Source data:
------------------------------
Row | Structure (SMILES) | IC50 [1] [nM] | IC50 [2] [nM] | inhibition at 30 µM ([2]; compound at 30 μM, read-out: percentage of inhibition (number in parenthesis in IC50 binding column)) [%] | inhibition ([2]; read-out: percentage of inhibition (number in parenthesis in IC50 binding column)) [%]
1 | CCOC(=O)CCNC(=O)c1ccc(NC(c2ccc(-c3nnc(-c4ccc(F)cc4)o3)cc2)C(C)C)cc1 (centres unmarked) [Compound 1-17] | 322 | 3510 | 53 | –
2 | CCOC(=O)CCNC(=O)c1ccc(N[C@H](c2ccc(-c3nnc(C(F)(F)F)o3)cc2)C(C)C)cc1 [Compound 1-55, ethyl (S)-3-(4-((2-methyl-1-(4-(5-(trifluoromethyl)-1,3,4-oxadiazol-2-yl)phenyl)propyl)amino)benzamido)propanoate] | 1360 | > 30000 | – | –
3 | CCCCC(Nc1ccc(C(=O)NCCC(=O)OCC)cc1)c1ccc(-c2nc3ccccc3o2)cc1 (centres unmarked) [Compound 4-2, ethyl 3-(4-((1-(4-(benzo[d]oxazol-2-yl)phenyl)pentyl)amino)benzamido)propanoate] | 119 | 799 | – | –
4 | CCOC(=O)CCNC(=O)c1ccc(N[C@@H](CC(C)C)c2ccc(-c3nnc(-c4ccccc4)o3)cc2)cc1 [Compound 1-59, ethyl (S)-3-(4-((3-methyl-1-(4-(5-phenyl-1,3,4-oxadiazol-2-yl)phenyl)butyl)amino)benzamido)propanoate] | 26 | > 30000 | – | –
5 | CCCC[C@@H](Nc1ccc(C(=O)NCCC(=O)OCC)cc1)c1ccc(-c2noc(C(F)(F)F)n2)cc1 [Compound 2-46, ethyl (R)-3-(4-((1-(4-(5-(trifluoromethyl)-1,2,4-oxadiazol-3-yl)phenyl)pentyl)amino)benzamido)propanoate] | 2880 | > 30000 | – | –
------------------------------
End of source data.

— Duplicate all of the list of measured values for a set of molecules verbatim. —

Row | Structure (SMILES) | IC50 [1] [nM] | IC50 [2] [nM] | inhibition at 30 µM ([2]; compound at 30 μM, read-out: percentage of inhibition (number in parenthesis in IC50 binding column)) [%] | inhibition ([2]; read-out: percentage of inhibition (number in parenthesis in IC50 binding column)) [%]
1 | CCOC(=O)CCNC(=O)c1ccc(NC(c2ccc(-c3nnc(-c4ccc(F)cc4)o3)cc2)C(C)C)cc1 (centres unmarked) [Compound 1-17] | 322 | 3510 | 53 | –
2 | CCOC(=O)CCNC(=O)c1ccc(N[C@H](c2ccc(-c3nnc(C(F)(F)F)o3)cc2)C(C)C)cc1 [Compound 1-55, ethyl (S)-3-(4-((2-methyl-1-(4-(5-(trifluoromethyl)-1,3,4-oxadiazol-2-yl)phenyl)propyl)amino)benzamido)propanoate] | 1360 | > 30000 | – | –
3 | CCCCC(Nc1ccc(C(=O)NCCC(=O)OCC)cc1)c1ccc(-c2nc3ccccc3o2)cc1 (centres unmarked) [Compound 4-2, ethyl 3-(4-((1-(4-(benzo[d]oxazol-2-yl)phenyl)pentyl)amino)benzamido)propanoate] | 119 | 799 | – | –
4 | CCOC(=O)CCNC(=O)c1ccc(N[C@@H](CC(C)C)c2ccc(-c3nnc(-c4ccccc4)o3)cc2)cc1 [Compound 1-59, ethyl (S)-3-(4-((3-methyl-1-(4-(5-phenyl-1,3,4-oxadiazol-2-yl)phenyl)butyl)amino)benzamido)propanoate] | 26 | > 30000 | – | –
5 | CCCC[C@@H](Nc1ccc(C(=O)NCCC(=O)OCC)cc1)c1ccc(-c2noc(C(F)(F)F)n2)cc1 [Compound 2-46, ethyl (R)-3-(4-((1-(4-(5-(trifluoromethyl)-1,2,4-oxadiazol-3-yl)phenyl)pentyl)amino)benzamido)propanoate] | 2880 | > 30000 | – | –